The deficit is largely the result of “feel-good” bipartisan policies supported by the political establishment. But rather than taking credit for the deficit it helped to create, the liberal establishment blames it on political outsiders like the Tea Party who have little influence over public policy. Sometimes, the Tea Party is accused of supporting policies it had nothing to do with.
Writing at his blog at The Atlantic, liberal commentator Andrew Sullivan recently faulted the “Tea Party” for the recent budget-busting deal between Obama and congressional leaders that exploded the deficit by extending tax cuts, unemployment benefits, and government handouts: “immediately after the election, moreover, they did a deal borrowing a huge amount more and adding $700 billion to the debt.”
The irony is that Sullivan, one of Obama’s biggest cheerleaders, had earlier endorsed that very deal, a deal also endorsed by liberal media like the Washington Post because of its government handouts. In a confusing explanation, Sullivan praised this new “stimulus package financed by borrowing” as creating “the best context for serious reform” of the nation’s finances; its “big new stimulus” would help Obama “as he moves toward re-election.”
By contrast, some Tea Partiers publicly opposed the deal for adding to the deficit. A Wall Street Journal article quotes a Tea Party activist and Senate candidate saying that “she decided to run after watching Congress pass legislation during this month’s lame duck session, including a package of tax cuts, that added to the national debt.”
Most Tea Party bloggers took no position on the deal. The few that did either opposed it or reluctantly supported it as the best one could expect from a government that would still be dominated by liberals in the next Congress (with Democrats controlling both the White House and the Senate).
I criticized the deal in a blog post that was reproduced at a blog called “Freedom Action“ that includes many Tea Party members. It drew no objections from any blogger or reader at that site (which has more than 300 members). I noted that the billions it will spend on extending unemployment benefits won’t stimulate the economy, but will financially burden states. 30-40 state unemployment funds are already insolvent or teetering on the edge, thanks to past federal extensions of unemployment benefits. Giving people unemployment benefits for years on end discourages people from taking lower-paying jobs, and results in some recipients gaming the system. It encourages people not to relocate in search of work, and not to take productive jobs that they think are beneath them, even if those jobs are the only jobs that they will realistically find once their jobless benefits come to an end, because of the disappearance of the type of job they once performed.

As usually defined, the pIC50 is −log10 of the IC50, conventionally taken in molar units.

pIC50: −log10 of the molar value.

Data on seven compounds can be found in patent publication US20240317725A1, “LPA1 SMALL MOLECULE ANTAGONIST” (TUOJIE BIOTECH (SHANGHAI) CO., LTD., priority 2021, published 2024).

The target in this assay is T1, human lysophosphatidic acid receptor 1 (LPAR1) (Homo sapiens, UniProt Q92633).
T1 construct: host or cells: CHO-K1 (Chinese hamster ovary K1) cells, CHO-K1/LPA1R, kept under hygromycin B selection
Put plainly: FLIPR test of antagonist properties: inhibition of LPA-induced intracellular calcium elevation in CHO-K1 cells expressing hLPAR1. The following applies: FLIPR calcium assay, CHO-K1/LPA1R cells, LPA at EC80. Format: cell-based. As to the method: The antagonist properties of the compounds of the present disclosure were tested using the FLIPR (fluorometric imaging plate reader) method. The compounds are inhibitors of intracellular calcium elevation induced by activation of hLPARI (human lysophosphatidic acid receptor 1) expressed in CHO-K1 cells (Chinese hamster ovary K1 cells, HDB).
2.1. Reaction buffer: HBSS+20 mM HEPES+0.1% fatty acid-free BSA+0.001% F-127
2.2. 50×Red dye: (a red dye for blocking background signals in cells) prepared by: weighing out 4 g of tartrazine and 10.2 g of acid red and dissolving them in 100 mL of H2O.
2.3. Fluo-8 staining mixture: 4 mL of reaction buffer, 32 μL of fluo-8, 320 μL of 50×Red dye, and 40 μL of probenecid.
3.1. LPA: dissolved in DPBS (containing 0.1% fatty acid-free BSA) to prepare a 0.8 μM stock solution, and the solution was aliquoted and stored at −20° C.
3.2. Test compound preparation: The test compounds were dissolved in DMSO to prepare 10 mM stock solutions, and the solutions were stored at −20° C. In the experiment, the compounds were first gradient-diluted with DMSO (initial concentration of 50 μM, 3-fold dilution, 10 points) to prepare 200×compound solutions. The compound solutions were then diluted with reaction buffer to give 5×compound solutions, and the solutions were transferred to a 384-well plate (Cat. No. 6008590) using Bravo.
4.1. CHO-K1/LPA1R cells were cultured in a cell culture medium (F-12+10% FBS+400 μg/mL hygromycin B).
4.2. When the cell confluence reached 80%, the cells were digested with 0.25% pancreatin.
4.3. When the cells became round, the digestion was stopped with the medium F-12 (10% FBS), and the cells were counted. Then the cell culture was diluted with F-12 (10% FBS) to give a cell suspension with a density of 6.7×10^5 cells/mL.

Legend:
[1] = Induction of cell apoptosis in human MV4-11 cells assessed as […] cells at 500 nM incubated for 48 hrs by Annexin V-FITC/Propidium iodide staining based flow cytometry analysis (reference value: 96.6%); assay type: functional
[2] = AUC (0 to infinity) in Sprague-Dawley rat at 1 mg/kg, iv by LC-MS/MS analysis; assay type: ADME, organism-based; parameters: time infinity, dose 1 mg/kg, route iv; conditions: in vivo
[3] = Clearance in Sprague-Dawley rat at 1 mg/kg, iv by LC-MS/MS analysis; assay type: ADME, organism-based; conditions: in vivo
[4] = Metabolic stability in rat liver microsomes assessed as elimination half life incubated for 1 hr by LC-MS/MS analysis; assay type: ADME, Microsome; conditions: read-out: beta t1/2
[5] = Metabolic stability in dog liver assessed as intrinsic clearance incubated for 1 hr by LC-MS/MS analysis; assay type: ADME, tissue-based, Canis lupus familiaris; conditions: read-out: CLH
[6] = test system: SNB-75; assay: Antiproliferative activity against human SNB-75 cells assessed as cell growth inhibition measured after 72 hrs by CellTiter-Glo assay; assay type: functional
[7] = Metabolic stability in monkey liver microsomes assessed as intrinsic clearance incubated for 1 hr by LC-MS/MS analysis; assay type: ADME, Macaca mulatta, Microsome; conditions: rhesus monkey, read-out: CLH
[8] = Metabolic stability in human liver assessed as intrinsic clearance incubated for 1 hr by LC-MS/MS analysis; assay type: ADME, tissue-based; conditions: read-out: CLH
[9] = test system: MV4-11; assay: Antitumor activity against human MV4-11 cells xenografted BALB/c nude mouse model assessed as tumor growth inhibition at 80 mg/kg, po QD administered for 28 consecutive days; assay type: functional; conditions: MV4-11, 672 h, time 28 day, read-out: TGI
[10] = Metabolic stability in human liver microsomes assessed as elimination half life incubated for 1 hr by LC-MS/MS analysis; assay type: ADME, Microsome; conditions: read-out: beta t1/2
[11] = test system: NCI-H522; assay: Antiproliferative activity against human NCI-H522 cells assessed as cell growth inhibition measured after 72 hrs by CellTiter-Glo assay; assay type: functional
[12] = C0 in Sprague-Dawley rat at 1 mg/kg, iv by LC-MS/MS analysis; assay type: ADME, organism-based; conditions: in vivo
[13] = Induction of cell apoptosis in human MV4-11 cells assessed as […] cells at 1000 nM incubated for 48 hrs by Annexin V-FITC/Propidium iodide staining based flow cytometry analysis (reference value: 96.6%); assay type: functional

As the Heritage Foundation notes, “The consequences of extended unemployment benefits are some of the most conclusively established results in labor economic research. Extending either the amount or the duration of UI benefits increases the length of time that workers remain unemployed. UI benefits subsidize unemployment. They reduce the incentive unemployed workers have to search for new work and to make difficult choices–such as moving or switching industries–to begin a new job.” (The deal also contains other disincentives to work.)
Admittedly, the deal is not as economically-destructive as some of the measures that Obama previously pushed through Congress on party-line votes, such as the $800 billion stimulus package, which actually shrank the economy in several ways. (The stimulus used “green-jobs” subsidies to send American jobs overseas. 79 percent of those subsidies went to foreign firms, such as an Australian firm that imported Japanese wind turbines, effectively outsourcing American jobs. It also wiped out jobs in America’s export sector.)